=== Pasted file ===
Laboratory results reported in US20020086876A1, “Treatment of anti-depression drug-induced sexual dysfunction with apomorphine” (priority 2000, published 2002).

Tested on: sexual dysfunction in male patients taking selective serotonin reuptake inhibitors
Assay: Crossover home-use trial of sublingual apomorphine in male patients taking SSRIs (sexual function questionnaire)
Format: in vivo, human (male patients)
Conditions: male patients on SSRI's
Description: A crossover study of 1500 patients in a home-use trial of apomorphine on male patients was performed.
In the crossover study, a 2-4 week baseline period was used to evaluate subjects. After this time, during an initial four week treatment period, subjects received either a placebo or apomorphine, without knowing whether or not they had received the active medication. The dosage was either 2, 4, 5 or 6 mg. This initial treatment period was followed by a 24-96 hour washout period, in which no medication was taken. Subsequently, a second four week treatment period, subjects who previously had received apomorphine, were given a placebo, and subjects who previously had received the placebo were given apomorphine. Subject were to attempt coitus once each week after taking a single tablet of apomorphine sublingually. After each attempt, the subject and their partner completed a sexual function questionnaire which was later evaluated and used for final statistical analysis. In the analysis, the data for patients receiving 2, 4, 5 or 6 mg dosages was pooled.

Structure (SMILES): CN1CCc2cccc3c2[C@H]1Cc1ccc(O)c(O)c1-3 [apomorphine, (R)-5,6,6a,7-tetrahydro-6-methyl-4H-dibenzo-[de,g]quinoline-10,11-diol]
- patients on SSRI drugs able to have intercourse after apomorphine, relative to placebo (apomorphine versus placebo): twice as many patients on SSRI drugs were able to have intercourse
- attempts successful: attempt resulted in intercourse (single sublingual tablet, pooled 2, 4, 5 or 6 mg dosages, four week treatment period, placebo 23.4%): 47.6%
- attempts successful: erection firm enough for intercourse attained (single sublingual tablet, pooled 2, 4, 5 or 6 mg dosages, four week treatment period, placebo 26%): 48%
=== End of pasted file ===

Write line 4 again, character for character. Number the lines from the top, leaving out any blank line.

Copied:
Format: in vivo, human (male patients)